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ATLANTA -- When the bottom fell out of the economy, it almost fell out from under Atlanta's Capitol City Bank & Trust.

The bank hasbeen lending money to individuals and small businesses in Atlanta's predominantly African American West End for 18 years now.

In a community where money is hard to come by, small businesses have come to rely on Capitol City to get started and stay in business.

It's where Willie Watkins turned when he wanted to start a funeral home business.

Today Watkins has four locations.

"They gave me a little bit at a time," he said. "As I did a little work they gave me money. I did a little more work and they gave me money. They wanted to see how I would manage it."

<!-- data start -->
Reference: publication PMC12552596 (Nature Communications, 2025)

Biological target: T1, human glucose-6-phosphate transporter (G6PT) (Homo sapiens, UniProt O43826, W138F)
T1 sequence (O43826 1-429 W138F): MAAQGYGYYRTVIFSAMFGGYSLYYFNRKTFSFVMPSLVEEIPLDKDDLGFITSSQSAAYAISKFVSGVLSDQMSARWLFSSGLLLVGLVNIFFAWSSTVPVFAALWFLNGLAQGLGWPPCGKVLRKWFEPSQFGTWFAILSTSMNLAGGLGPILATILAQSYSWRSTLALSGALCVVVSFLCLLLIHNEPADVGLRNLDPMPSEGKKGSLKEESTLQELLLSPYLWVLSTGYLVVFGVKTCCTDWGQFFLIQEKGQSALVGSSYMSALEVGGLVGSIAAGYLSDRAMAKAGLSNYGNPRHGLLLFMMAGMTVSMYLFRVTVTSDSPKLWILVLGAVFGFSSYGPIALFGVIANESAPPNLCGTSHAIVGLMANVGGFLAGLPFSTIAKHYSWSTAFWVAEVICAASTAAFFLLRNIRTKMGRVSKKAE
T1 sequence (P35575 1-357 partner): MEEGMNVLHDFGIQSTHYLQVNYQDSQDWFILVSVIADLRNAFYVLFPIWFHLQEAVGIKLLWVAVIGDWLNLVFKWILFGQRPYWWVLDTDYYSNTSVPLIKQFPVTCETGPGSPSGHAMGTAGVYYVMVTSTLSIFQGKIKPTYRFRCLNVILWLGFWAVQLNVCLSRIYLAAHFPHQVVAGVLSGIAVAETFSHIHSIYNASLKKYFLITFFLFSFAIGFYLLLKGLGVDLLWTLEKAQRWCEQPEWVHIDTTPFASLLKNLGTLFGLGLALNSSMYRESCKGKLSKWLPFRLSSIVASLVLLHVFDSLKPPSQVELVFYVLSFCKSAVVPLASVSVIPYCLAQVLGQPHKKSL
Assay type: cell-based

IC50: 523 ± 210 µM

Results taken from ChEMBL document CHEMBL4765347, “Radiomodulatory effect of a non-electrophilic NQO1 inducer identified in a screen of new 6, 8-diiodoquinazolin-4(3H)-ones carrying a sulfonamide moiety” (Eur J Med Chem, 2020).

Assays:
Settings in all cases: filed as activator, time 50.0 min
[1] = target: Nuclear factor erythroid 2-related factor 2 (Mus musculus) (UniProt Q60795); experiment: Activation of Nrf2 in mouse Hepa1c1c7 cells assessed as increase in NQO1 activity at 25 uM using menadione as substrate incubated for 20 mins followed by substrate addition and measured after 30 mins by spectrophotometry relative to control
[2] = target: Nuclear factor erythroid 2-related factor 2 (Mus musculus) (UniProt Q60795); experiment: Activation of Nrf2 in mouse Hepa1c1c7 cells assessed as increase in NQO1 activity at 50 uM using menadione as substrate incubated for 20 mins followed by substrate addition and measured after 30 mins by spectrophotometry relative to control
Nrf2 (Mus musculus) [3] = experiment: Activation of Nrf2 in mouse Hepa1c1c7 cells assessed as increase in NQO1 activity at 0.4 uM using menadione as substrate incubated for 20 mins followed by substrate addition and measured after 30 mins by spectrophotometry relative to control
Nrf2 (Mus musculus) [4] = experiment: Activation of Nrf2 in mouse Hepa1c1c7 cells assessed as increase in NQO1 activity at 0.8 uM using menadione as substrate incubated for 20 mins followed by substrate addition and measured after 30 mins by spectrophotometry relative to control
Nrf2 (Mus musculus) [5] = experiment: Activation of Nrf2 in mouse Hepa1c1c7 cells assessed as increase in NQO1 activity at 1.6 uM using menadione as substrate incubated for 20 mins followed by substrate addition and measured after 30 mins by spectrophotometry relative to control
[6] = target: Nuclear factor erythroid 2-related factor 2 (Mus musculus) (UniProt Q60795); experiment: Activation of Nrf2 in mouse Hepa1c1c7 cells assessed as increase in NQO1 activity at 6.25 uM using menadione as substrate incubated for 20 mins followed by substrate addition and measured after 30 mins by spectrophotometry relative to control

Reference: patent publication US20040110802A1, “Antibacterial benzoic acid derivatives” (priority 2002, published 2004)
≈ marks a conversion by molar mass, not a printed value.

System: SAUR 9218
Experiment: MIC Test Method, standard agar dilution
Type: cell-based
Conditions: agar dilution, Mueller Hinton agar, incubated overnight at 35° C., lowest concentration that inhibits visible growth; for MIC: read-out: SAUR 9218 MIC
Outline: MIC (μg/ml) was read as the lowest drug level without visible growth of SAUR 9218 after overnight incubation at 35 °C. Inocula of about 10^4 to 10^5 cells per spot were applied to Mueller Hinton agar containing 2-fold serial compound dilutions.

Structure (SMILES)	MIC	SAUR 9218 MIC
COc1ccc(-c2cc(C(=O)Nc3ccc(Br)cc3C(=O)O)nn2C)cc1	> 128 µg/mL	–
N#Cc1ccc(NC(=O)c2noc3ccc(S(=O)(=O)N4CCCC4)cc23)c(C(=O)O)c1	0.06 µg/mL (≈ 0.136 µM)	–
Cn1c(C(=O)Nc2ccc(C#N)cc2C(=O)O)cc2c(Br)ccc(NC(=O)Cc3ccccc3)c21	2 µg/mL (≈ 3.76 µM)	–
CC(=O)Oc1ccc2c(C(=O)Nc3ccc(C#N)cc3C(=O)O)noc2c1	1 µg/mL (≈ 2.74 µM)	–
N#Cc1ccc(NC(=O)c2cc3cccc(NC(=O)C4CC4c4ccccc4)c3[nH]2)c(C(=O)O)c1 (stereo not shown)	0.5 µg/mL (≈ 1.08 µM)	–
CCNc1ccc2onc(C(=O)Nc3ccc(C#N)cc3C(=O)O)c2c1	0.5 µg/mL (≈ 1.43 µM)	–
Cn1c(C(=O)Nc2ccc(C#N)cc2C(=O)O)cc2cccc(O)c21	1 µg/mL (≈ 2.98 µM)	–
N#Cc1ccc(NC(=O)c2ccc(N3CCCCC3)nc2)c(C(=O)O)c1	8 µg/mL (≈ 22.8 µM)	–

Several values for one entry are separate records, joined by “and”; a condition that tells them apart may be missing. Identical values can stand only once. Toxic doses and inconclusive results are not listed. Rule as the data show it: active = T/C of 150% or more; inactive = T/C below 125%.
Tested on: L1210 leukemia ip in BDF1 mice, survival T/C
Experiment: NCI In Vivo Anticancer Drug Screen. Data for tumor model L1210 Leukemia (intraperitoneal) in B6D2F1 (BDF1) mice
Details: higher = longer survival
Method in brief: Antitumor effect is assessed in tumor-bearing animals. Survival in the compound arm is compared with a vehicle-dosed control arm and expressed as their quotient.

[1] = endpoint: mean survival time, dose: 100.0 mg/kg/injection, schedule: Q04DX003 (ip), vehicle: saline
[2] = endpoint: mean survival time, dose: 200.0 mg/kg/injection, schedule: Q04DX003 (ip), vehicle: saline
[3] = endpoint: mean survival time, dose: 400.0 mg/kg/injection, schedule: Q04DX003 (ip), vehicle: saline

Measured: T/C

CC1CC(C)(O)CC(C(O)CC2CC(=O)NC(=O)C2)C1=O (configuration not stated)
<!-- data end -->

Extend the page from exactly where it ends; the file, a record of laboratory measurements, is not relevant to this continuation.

Capitol City was the only bank that stepped forward to lend Watkins money to start his business.

"Correct," Watkins said.

But when some of their loans went bad, Capitol City found itself on a Federal watch listand needed cash to stay afloat.

"If we didn't have enough capital, we could not survive," said George Andrews, President and CEO of Capitol City.

"If Capitol City had to close again, it would be a tremendous void," he added. "If you think it's bad now in terms of jobs, those small businesses that do not get capital to grow -- their businesses would have been gone and also gone would have been the jobs."

To keep the doors open, Capitol City needed more than $8 million.

Up to half of that will now come from Atlanta's SunTrust Bank, which itself got $3.5 billion in bailout money from the Federal Government in 2008.

The balance, Andrews said, will come from other banks and private investors. As a result, Capitol City will keep its lending doors open and keep the small African American businesses it supports from going under.

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